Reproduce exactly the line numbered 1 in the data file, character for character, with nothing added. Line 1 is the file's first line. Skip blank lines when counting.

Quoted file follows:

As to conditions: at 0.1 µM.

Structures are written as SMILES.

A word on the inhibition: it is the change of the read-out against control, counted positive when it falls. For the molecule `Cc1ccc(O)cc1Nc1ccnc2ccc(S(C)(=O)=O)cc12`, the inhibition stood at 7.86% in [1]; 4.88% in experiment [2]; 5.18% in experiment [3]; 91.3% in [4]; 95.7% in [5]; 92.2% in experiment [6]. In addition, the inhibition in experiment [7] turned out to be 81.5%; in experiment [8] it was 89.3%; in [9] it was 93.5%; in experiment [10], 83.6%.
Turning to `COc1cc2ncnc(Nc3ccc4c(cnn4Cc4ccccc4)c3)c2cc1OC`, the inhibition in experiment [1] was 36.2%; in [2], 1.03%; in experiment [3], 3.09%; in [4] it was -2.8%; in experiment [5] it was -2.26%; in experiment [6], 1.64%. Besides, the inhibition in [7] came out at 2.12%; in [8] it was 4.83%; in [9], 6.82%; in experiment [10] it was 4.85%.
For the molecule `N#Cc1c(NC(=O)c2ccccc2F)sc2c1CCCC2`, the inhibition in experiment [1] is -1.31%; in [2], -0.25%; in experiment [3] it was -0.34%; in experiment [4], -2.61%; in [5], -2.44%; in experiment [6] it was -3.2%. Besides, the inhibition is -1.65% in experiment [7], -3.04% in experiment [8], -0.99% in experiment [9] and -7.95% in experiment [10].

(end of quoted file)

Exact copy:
As to conditions: at 0.1 µM.